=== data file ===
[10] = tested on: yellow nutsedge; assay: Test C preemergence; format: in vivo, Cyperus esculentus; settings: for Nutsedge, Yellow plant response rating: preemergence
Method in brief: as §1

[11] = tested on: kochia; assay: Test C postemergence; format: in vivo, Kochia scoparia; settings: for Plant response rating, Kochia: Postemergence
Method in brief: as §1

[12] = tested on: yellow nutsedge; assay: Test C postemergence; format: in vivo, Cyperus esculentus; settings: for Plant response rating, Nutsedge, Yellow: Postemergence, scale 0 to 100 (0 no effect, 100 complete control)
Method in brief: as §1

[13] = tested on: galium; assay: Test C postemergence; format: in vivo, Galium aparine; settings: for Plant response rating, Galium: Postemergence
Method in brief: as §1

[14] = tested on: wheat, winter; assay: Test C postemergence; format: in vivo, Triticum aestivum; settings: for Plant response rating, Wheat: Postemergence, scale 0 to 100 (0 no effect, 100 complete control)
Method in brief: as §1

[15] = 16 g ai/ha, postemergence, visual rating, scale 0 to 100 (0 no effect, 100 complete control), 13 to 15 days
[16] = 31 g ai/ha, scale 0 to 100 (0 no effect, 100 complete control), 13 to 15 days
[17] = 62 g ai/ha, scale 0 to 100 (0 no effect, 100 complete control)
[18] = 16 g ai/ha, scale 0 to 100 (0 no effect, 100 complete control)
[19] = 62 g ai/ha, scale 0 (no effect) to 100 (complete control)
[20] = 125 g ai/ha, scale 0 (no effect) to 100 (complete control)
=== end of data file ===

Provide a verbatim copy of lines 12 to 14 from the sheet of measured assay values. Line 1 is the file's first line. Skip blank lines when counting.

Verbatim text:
[16] = 31 g ai/ha, scale 0 to 100 (0 no effect, 100 complete control), 13 to 15 days
[17] = 62 g ai/ha, scale 0 to 100 (0 no effect, 100 complete control)
[18] = 16 g ai/ha, scale 0 to 100 (0 no effect, 100 complete control)